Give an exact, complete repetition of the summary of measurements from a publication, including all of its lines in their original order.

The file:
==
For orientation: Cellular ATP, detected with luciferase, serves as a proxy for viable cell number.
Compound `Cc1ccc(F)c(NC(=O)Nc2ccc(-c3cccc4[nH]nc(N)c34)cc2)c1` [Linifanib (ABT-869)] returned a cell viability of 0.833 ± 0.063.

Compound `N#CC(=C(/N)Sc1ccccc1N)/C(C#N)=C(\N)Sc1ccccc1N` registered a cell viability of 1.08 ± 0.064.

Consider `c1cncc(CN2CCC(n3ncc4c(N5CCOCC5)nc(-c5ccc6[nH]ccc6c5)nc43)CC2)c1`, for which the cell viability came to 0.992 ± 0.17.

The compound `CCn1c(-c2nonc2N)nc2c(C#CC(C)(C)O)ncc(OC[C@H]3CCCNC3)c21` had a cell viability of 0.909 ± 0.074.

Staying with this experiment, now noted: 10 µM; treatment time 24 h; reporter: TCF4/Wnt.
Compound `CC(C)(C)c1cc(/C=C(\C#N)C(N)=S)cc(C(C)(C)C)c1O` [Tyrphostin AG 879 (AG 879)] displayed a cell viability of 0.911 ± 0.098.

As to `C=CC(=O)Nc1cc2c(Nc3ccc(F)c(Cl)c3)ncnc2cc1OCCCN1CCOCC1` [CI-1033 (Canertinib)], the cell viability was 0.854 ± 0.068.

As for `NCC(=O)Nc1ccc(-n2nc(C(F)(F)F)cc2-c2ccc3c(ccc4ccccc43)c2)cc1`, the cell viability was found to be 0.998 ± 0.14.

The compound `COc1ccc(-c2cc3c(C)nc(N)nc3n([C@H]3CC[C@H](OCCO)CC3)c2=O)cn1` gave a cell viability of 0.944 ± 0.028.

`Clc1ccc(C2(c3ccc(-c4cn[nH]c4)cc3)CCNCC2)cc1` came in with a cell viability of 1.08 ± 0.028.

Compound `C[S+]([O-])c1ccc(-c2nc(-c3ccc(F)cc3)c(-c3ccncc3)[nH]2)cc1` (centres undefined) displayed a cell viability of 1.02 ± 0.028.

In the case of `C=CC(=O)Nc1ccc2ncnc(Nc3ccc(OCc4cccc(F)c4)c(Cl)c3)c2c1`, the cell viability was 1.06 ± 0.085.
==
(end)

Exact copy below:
For orientation: Cellular ATP, detected with luciferase, serves as a proxy for viable cell number.
Compound `Cc1ccc(F)c(NC(=O)Nc2ccc(-c3cccc4[nH]nc(N)c34)cc2)c1` [Linifanib (ABT-869)] returned a cell viability of 0.833 ± 0.063.

Compound `N#CC(=C(/N)Sc1ccccc1N)/C(C#N)=C(\N)Sc1ccccc1N` registered a cell viability of 1.08 ± 0.064.

Consider `c1cncc(CN2CCC(n3ncc4c(N5CCOCC5)nc(-c5ccc6[nH]ccc6c5)nc43)CC2)c1`, for which the cell viability came to 0.992 ± 0.17.

The compound `CCn1c(-c2nonc2N)nc2c(C#CC(C)(C)O)ncc(OC[C@H]3CCCNC3)c21` had a cell viability of 0.909 ± 0.074.

Staying with this experiment, now noted: 10 µM; treatment time 24 h; reporter: TCF4/Wnt.
Compound `CC(C)(C)c1cc(/C=C(\C#N)C(N)=S)cc(C(C)(C)C)c1O` [Tyrphostin AG 879 (AG 879)] displayed a cell viability of 0.911 ± 0.098.

As to `C=CC(=O)Nc1cc2c(Nc3ccc(F)c(Cl)c3)ncnc2cc1OCCCN1CCOCC1` [CI-1033 (Canertinib)], the cell viability was 0.854 ± 0.068.

As for `NCC(=O)Nc1ccc(-n2nc(C(F)(F)F)cc2-c2ccc3c(ccc4ccccc43)c2)cc1`, the cell viability was found to be 0.998 ± 0.14.

The compound `COc1ccc(-c2cc3c(C)nc(N)nc3n([C@H]3CC[C@H](OCCO)CC3)c2=O)cn1` gave a cell viability of 0.944 ± 0.028.

`Clc1ccc(C2(c3ccc(-c4cn[nH]c4)cc3)CCNCC2)cc1` came in with a cell viability of 1.08 ± 0.028.

Compound `C[S+]([O-])c1ccc(-c2nc(-c3ccc(F)cc3)c(-c3ccncc3)[nH]2)cc1` (centres undefined) displayed a cell viability of 1.02 ± 0.028.

In the case of `C=CC(=O)Nc1ccc2ncnc(Nc3ccc(OCc4cccc(F)c4)c(Cl)c3)c2c1`, the cell viability was 1.06 ± 0.085.